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Urgent Actions to Reduce CVD Burden on Pacific People in New Zealand

12 months
Approved budget:
Professor Christopher Bullen
Health issue:
Proposal type:
Health Delivery Research Partnership Project
Lay summary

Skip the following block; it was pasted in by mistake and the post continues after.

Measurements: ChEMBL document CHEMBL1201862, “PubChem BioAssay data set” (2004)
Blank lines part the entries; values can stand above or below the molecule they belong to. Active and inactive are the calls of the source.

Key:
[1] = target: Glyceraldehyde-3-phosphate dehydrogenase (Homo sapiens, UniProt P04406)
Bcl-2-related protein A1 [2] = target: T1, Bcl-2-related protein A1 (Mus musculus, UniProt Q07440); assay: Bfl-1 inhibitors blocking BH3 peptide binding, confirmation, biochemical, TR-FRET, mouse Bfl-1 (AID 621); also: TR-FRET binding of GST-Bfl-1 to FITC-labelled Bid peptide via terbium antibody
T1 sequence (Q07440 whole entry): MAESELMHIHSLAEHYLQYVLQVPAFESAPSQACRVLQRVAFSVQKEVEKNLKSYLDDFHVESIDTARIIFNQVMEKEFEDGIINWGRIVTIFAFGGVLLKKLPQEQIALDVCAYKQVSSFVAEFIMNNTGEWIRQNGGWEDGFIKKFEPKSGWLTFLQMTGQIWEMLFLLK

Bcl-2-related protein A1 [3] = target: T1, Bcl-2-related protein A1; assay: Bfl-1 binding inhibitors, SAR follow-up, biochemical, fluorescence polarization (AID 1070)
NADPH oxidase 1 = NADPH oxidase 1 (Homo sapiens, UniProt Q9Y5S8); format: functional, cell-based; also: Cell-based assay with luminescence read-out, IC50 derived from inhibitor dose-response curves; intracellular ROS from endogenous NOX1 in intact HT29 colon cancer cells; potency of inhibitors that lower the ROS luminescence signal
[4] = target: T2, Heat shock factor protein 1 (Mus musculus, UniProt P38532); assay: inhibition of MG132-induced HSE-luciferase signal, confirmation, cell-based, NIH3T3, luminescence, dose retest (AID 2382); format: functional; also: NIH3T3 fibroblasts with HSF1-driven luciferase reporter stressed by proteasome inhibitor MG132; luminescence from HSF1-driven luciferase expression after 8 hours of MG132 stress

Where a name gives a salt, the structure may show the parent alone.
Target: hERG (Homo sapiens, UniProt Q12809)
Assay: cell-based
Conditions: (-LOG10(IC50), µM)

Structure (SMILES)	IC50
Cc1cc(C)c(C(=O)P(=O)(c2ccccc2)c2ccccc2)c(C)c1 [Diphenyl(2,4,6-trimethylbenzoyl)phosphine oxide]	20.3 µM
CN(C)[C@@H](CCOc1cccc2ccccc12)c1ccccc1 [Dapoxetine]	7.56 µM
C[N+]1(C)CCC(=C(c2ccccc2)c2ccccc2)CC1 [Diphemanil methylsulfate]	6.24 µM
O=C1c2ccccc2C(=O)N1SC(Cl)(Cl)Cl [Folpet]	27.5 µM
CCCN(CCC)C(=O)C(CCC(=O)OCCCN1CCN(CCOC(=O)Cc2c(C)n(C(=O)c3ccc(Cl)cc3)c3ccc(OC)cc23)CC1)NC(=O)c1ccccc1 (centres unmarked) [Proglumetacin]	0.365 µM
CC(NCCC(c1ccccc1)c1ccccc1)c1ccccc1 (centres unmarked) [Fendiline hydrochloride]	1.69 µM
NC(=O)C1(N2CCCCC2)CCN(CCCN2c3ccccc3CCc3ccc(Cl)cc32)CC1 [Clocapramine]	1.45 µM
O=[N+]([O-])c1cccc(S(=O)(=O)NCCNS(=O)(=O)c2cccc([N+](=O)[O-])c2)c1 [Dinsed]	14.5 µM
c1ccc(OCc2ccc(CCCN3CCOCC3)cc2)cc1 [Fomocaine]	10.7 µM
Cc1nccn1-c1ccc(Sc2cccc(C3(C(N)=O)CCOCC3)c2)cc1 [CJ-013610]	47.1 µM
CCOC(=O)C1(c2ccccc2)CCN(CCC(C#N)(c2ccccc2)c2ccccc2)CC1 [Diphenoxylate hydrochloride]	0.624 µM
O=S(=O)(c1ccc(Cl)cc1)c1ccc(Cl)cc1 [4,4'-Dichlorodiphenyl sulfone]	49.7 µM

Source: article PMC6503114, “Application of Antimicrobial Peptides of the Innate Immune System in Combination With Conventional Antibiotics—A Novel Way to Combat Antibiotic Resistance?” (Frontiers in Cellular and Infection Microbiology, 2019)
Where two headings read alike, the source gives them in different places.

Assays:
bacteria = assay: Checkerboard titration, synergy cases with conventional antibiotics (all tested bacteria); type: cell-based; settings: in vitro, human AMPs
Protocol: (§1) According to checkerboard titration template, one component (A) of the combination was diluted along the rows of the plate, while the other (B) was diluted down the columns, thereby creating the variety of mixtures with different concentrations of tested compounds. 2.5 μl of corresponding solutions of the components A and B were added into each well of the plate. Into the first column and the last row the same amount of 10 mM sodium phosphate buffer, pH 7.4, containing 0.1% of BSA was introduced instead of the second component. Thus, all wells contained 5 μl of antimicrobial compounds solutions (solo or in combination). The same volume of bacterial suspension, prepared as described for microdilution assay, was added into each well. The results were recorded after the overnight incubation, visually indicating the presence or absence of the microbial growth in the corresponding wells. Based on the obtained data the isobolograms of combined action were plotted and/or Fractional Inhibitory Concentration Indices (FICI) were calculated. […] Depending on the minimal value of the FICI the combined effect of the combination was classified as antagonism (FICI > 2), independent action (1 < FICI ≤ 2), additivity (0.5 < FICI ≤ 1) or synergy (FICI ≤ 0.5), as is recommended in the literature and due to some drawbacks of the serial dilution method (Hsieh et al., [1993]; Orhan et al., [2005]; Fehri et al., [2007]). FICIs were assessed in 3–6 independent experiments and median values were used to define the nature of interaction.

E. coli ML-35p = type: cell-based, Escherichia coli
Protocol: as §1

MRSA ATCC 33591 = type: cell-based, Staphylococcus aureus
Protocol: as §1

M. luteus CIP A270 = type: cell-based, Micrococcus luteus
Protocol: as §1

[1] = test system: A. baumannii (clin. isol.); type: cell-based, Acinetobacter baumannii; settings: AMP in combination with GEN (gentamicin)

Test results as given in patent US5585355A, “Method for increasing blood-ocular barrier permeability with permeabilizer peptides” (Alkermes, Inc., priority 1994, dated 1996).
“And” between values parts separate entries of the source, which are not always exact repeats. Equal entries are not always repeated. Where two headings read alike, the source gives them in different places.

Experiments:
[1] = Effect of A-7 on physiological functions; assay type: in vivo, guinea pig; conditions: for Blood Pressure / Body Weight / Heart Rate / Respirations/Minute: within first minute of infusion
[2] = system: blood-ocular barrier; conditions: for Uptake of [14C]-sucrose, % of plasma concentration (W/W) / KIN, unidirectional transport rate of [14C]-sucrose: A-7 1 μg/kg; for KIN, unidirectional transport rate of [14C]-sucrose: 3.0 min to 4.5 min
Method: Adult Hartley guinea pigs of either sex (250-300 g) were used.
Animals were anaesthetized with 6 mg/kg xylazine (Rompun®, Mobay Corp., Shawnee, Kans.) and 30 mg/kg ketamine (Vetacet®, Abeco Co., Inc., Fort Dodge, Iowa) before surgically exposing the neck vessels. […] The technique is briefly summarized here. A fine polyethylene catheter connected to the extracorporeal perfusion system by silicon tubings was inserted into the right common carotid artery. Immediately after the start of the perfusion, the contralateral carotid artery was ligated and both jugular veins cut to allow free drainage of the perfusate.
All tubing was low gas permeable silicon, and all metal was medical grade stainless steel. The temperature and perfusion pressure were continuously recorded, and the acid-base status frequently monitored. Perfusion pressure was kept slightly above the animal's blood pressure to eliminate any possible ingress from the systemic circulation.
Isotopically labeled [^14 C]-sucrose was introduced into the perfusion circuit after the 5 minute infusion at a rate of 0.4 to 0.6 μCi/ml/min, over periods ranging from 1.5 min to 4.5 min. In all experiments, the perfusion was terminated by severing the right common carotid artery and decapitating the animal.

Heart attacks and strokes (cardiovascular diseases, CVD) cause many early deaths in New Zealand, particularly among Maori. Combination therapy with aspirin, cholesterol-lowering and blood pressure-lowering medicines can halve a person's risk of CVD but many who could benefit are not receiving or taking all these medications. A trial is underway to assess whether a single pill that combines these medicines (a 'polypill') improves medicine-taking over 12 months compared with receiving the medicines separately, as is the usual practice. In partnership with three District Health Boards (DHBs) we aim to measure the costs of treating people at high risk of CVD with 'usual' care compared with the 'polypill', and obtain detailed information about patient and doctor medication practices over a longer time frame (up to 3 years). This will help DHBs determine how to improve the medication management of CVD among high-risk patients, including Maori, who comprise half the trial participants.